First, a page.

So today is again Friday, when I write to you. And let me say what a trying Friday it has been. Not in a bad way, just in an Oh-god-I’m-such-a-foreigner way.
The day started with our excursion in place of class, as does every Friday. Today was the historical museum. Jack refused to go on the grounds that once you’ve seen one provincial Russian villages’ history museum, you’ve seen them all. And he’s right – they take you all the way back to the Paleolithic Era. I’m not kidding. There were mammoth bones.
Not to hate on the history! Which was actually way more interesting than I figured it would be, if only because even though it was general Russian history for the most part, I have yet to experience a museum in Russia before this. So I liked it!
But AFTER the excursion is where the adventure really starts. The four students who actually attended the trip decide to wander the city center and try a new café. Not a problem, as there is an endless supply of them lining the streets and new ones pop up every day. So we stop in to a deserted-looking café. Its empty, is what I notice first of all. Then I notice how clean it is. We decide to order and I drop my bag in a booth before hitting the bathroom. THERE IS TOILET PAPER. This is a monumental moment, seeing as public places don’t often offer this amenity that Americans take for granted. Not only that, but a lock on the door and a toilet seat. Living the dream, I tell you.
Then the best part: free, quality WiFi. We jointly decide that given its close proximity to school, low prices, clean presentation – but mostly the WiFi – this is the new and improved McDonalds, which we will frequent. So with that accomplishment, we’re all feeling pretty good. We decide to hit up the movie theater later, and see what’s playing. The Russian version of Hansel and Gretel (the new one with Jeremy Renner!) was on, so we planned to do that later. Brendan had invited his peer tutor Dasha to come hang out with us, and she invited us to join her at an art exhibit down the street. This turned out to include Shagal, Kandinsky, and Dali pieces, to name a few. Pretty legit for only 100 rubles.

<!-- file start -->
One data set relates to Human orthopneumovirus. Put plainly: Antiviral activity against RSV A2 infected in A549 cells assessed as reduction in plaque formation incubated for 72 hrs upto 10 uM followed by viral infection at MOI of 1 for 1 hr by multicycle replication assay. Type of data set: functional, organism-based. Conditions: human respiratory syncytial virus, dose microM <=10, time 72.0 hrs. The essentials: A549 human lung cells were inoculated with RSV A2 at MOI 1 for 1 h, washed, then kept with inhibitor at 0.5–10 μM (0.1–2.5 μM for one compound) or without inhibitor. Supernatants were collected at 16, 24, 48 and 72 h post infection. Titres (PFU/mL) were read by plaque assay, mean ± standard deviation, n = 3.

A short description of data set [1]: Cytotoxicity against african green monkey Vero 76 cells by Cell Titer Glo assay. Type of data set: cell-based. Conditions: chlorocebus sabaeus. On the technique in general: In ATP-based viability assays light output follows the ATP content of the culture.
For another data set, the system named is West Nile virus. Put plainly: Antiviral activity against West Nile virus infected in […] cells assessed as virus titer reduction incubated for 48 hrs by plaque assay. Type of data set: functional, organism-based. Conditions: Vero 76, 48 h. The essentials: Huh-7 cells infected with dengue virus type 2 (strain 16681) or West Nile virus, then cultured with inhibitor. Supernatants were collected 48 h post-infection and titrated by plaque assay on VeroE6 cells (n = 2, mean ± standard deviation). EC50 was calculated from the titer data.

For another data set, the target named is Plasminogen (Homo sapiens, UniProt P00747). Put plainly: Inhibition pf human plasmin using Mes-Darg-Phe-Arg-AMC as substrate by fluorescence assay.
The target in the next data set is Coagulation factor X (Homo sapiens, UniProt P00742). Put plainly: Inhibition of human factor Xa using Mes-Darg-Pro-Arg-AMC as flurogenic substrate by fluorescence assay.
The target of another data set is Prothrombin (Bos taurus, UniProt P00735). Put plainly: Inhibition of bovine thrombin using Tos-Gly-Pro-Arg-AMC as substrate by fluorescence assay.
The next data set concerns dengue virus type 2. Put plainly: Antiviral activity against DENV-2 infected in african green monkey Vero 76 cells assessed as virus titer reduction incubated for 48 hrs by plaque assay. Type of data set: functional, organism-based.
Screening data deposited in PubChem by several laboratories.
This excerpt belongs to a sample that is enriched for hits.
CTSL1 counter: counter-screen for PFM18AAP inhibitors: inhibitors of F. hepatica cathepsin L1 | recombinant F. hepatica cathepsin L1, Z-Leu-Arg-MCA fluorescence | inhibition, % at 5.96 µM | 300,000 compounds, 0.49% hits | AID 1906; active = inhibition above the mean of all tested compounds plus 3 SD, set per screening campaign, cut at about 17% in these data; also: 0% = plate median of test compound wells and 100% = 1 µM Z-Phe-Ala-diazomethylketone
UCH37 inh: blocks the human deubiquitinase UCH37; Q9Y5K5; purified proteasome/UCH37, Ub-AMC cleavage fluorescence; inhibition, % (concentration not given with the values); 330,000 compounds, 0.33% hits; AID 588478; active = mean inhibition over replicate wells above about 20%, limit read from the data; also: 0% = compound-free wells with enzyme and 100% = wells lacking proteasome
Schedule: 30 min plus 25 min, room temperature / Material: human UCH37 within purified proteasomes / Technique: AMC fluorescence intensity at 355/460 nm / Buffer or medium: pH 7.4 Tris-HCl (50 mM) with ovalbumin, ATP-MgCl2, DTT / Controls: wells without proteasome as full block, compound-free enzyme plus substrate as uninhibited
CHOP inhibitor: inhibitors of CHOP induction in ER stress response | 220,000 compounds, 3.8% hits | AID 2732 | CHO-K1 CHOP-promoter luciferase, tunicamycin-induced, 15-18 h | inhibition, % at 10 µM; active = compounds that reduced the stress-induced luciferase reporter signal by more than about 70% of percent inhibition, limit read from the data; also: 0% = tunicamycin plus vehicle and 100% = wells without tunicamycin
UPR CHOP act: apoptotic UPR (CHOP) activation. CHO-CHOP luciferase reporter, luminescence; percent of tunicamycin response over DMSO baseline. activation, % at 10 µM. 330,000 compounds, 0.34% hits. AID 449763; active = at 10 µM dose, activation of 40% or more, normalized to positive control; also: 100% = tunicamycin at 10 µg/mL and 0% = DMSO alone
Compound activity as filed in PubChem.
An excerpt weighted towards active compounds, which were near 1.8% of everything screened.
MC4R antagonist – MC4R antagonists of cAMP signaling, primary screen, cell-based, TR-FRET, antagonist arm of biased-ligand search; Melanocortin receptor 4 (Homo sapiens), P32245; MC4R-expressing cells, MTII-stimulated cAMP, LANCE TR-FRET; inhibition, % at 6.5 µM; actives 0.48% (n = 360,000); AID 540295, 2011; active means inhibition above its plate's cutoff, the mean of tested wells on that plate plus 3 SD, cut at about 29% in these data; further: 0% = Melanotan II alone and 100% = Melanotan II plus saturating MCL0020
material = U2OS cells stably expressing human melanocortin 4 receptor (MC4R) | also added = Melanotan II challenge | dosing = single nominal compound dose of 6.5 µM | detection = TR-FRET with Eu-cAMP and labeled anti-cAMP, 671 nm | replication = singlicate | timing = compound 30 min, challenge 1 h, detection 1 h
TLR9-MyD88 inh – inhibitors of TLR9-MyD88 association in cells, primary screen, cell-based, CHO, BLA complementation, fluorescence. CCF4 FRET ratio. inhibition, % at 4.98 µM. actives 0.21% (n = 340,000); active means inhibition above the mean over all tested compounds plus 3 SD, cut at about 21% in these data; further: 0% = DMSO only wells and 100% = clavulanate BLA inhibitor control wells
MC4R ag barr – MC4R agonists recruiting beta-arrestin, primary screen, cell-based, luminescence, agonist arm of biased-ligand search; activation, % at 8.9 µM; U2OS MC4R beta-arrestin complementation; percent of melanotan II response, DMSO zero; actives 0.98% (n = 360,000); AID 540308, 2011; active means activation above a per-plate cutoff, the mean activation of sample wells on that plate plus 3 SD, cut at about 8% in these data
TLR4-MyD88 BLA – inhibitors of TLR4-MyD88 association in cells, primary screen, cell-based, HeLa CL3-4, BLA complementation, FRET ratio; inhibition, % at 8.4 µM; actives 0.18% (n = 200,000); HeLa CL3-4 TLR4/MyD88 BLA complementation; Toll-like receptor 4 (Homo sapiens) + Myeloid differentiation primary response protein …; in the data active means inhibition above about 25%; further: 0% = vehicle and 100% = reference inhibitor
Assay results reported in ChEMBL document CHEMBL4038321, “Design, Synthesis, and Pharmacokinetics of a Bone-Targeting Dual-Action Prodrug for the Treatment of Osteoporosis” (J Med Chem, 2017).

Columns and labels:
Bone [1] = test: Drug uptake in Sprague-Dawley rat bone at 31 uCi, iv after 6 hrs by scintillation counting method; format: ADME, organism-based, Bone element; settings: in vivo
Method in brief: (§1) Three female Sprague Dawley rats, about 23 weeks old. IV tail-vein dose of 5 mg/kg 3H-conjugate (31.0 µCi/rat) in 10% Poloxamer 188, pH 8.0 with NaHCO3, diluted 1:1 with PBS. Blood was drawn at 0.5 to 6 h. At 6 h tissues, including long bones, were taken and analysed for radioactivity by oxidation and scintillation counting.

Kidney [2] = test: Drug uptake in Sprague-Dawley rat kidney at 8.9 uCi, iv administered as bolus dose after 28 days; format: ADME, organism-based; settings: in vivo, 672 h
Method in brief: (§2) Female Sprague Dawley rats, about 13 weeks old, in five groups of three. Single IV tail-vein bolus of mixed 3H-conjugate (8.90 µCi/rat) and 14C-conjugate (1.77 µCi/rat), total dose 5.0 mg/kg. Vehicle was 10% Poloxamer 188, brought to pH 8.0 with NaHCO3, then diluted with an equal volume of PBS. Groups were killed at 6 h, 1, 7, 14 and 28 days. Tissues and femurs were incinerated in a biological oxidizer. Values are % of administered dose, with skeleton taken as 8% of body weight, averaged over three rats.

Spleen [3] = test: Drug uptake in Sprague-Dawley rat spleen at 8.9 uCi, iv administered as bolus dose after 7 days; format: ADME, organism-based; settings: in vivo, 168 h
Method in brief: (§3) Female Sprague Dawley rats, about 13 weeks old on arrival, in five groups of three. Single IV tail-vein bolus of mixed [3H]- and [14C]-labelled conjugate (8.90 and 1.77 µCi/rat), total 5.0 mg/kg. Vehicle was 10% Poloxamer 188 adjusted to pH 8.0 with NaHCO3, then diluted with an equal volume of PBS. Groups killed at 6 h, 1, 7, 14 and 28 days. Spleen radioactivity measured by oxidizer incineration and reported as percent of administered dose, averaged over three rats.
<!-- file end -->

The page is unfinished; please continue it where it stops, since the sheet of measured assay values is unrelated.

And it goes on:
After the exhibit, we leave for my apartment, which is in the same area as the theater. Of course we end up pressed for time and I – not being sure which bus goes to this particular theater as I ride different buses for different purposes, and have passed the theater only on one of them – pick the wrong bus.
So we end up at a building which I thought was a theater. As it turns out, I was right. It is a theater. As well as a café, pharmacy, convention center, and several other things. So we check the movie listing here, for their one theater. Super impressed with myself that I knew the name of the hipster film that started in half an hour – Cloud Atlas.
Now if any of you have seen this movie, you will know that it’s complicated and confusing. And that’s just in English. Having never before seen it, I can tell you that I honestly feel like I’ve been hit by a battering ram. Three hours of intense, deep, and above all dramatic Russian is enough to kill about half of your brain cells.
But that’s not even the best part! This particular theater is not your typical theater – it hosts events/showings that are INVITATION ONLY. Not knowing where to go or what to look for, we asked the lady at the desk where we could buy tickets for the movie. She just shook her head and said something about not needing to buy them, which only confused us more. While debating if we should just stroll in and sit down (like you might do in America) she approaches us again, to make sure we understand. I asked if there were no tickets, then was it a free movie? She sighed and said yes, it’s free. So we checked our coats and continued to the theater. As other moviegoers took their seats we noticed everyone had a piece of paper in their hands, some printed on home printers, some professional-grade ticket paper. We had the sense to play the poor dumb foreigners (and by the time the movie was over, we had certainly been reduced to this) and not show everyone how completely embarrassed we were.
What if I was a cashier in America, faced by three foreign students who don’t understand exactly what’s going on? What would I do? I can’t answer that, but it does make me grateful for the people here who take pity on us and do their best to remember elementary school English.
I noticed the other day while on the bus that though Russians on the whole are not an extremely polite bunch, they have civility and common decency down to a science. What should/needs to be done gets done, maybe not as flowery as other European nations might do or as intensely as Americans might, but its extremely effective. One example of this is a woman in a wheelchair who wanted to ride the bus. She was alone, but about half the men on the bus got off and picked her up – wheelchair and all – to allow her to ride. It was all extremely unceremonious, but everyone seemed satisfied when all was said and done.
This is the first instance I had seen of anyone in a wheelchair here. The babushki here are 70 or 80 years old, and still hopping on and off public transit as if they’re 30, carrying both a mid- to large-sized purse and a pakyet, or random strong plastic bag that you can get to carry groceries from certain stores, and then use it to carry around anything that doesn’t fit in a purse. The men carry them too! This actually makes sense to anyone who has been grocery shopping in Russia, because the charge you for each plastic bag you use. Hence, BYOB – Bring Your Own Bag.